February 04, 2014
Emergency room wait times in Grande Prairie skyrocket under PC government
GRANDE PRAIRIE, AB (February 4, 2014): A Freedom of Information request (FOIP) filed and obtained by the Wildrose Official Opposition reveals that emergency room (ER) wait times in Grande Prairie have dramatically increased in the last three years because of PC mismanagement and the centralization of Alberta’s health care system.
In the first two quarters of 2010, 67% of patients at the Queen Elizabeth II Hospital were admitted within the eight-hour wait time benchmark as set out by Alberta Health Services (AHS). According to the documents, that number has plummeted steadily every since to the point that only 45% of patients were admitted in the third quarter of 2012/2013.
• 2010/11 Q1/Q2: 65% •2010/11 Q3/Q4: 61% •2011/12 Q1/Q2: 56%
•2011/12 Q3/Q4: 49% •2012/13 Q1/Q2: 48% •2012/13 Q3:45%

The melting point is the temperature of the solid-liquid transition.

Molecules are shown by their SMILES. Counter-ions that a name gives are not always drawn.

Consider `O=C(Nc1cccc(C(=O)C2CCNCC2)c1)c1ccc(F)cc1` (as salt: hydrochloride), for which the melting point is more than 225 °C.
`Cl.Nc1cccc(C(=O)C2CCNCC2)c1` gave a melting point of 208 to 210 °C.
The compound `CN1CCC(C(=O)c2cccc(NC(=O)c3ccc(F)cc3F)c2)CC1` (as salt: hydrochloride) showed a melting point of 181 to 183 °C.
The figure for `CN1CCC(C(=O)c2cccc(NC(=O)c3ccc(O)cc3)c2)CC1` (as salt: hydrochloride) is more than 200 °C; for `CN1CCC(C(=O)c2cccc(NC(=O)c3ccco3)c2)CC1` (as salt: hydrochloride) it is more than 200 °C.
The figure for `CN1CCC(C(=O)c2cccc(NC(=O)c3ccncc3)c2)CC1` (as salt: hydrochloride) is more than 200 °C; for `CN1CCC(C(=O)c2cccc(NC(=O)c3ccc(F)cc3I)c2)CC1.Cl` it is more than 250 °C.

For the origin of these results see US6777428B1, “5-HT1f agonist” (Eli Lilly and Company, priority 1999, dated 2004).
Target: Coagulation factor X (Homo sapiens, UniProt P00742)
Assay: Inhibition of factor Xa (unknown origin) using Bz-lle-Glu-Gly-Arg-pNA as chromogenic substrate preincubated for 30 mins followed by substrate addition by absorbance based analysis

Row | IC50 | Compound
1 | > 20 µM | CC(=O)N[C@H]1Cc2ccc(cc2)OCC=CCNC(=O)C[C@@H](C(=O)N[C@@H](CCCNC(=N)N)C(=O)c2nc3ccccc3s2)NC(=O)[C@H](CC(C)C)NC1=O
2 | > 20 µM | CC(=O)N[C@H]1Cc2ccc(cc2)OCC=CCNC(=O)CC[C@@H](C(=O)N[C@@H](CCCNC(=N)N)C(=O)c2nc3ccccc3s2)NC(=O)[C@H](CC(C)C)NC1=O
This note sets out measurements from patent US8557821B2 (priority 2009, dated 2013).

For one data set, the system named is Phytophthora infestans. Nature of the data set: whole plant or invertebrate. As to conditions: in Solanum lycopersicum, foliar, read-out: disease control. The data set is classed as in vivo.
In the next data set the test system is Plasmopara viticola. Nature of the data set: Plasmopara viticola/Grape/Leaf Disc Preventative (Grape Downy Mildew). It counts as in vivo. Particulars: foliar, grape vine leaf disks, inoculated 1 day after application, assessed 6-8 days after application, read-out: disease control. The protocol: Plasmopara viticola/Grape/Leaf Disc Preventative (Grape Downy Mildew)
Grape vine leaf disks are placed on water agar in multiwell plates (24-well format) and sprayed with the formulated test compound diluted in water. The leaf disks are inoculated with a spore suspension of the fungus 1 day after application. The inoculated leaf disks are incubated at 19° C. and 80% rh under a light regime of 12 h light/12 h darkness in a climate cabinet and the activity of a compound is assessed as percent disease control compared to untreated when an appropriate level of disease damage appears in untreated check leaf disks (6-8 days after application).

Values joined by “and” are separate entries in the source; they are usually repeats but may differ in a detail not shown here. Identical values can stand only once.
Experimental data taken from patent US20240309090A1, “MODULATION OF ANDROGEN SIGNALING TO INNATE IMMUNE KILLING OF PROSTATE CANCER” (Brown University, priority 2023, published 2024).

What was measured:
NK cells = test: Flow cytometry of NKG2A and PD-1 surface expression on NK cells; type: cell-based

The Canadian Wait-Time Alliance benchmark for emergency room patient admittance within eight hours is 90%. “Alberta taxpayers continue to pay more and more for health care and keep getting worse results and Grande Prairie is a prime example,” Wildrose Leader Danielle Smith said. “Wait times in Grande Prairie are spiraling out of control despite record levels of health care spending. The Wildrose believes that the people of Grande Prairie and northwestern Alberta deserve a health care system that puts patients first and that means addressing the looming wait-time crisis the region.” The data also shows that annual emergency room visits have also been on a steep incline. In 2009/10, the QEII Hospital recorded just over 49,000 visits. That has risen steadily every year to over 60,000 in 2012/13. Wildrose Health Critic Heather Forsyth says this data shows Grande Prairie is not equipped to meet growing needs of its population. “This is a sign of a broken health care system that is being held together by the tremendous efforts of our front-line health care workers,” Forsyth said. “The giant AHS bureaucracy continues to grow while patients in places like Grande Prairie are left waiting longer and longer for the care they need.” The new Grande Prairie regional hospital – first promised in 2007 by former Premier Ed Stelmach – won’t be operational until 2017 at the earliest, Wildrose Seniors Critic Kerry Towle notes. That leaves a substantial gap during which time this problem must be addressed, she said. “This government is notorious for missing targets, so it’s anybody’s guess when this new facility will actually open,” Towle said. “In the mean time, the PC government has got to fix the mess they have created in the emergency room. These wait times are unacceptable and are putting Grande Prairie patients at risk.”